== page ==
Program—The Conquering Worm: Part 1
Sediments — 1971 | January 2014

The Conquering Worm: Part 1
By John Menick

This is the older and first PDP-10 model, a KA10 in a large configuration, on which the TENEX was implemented as the new time sharing system. Photo: from a DEC system-10 sales brochure, courtesy of Michael Thompson, Retro-Computing Society of RI

Ben Reich, proprietor of Monarch Utilities & Resources, Inc. is shopping for an earworm. A common commercial hook won’t do. Mr. Reich needs an industrial-strength jingle, Top 40 vintage. His earworm isn’t meant to climb charts or sell mobile phones; it is part of the businessman’s latest venture, a project no one has engaged in for more than seventy years: plotting a murder. In Reich’s century, the twenty-fourth, telepathy has somehow become commonplace, and murders are impossible. Policemen, marketing gurus, personal assistants, rival businessmen, a whole class of humanity, is an “Esper,” reading conscious and unconscious thoughts alike. An earworm, then, runs perfect cognitive interference for a corner-office sociopath. With a looping melody firmly embedded in Reich’s wetware, the businessman is free to plot an assassination, all the while exuding pop song mania to anyone who cares to eavesdrop.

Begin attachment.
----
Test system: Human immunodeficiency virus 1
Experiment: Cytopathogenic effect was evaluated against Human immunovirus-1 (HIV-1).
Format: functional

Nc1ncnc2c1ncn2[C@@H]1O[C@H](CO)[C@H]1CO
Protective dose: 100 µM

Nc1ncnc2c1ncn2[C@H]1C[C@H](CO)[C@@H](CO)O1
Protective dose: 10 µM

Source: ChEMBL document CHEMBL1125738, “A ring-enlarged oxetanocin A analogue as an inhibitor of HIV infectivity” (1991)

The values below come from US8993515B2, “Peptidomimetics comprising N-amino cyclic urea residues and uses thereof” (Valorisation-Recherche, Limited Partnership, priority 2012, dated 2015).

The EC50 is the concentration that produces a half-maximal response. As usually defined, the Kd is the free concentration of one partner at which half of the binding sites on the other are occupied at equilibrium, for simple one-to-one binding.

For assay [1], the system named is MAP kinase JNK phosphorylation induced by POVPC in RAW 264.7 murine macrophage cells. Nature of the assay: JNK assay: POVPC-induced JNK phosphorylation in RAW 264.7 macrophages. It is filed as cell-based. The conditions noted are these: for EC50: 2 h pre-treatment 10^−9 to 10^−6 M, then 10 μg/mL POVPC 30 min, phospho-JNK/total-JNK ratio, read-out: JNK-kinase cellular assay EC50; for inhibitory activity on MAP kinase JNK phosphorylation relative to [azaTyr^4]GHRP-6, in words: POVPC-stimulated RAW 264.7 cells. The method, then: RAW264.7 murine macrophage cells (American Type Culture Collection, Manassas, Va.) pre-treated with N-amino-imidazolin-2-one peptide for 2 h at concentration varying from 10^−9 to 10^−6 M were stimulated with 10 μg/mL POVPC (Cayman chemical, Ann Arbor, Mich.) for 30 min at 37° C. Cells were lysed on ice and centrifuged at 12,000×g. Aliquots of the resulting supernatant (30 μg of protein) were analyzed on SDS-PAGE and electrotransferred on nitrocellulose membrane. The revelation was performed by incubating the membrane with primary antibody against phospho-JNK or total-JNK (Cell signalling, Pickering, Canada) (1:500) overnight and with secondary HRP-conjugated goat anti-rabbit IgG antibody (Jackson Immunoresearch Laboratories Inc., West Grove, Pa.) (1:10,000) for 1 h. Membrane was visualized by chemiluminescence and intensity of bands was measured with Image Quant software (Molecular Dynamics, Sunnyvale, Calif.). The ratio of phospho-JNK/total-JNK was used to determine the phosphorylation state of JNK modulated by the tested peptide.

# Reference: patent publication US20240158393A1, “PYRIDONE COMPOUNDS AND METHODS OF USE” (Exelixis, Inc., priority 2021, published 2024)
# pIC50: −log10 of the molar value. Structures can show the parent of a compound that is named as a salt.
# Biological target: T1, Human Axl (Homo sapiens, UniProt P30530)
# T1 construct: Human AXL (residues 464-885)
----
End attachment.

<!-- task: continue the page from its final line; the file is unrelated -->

This is the set-up for Alfred Bester’s 1953 novel, The Demolished Man, an early literary rehearsal of decades of cyberpunk to come. Even on the edge of Eisenhower’s America, former PR-man Bester was captivated by the parasitic intensities of popular music. The word “earworm” appeared later – in 1991, according to the Oxford English Dictionary. Earworm: from the German, Ohrwurm, meaning the same as it would come to mean in English, an infectious, viral bit of music holding short-term memory and attention hostage. An effective earworm, like any meme, must also move quickly through populations, transmissible by humming only a few notes. If the virus is the social metaphor for cultural transmission, then the worm is its more complex multicellular adjunct. An earworm proliferates, but it also must burrow, dig in, becoming an unwelcome neurological lodger. Its life is doubled, pleasurable and uninvited.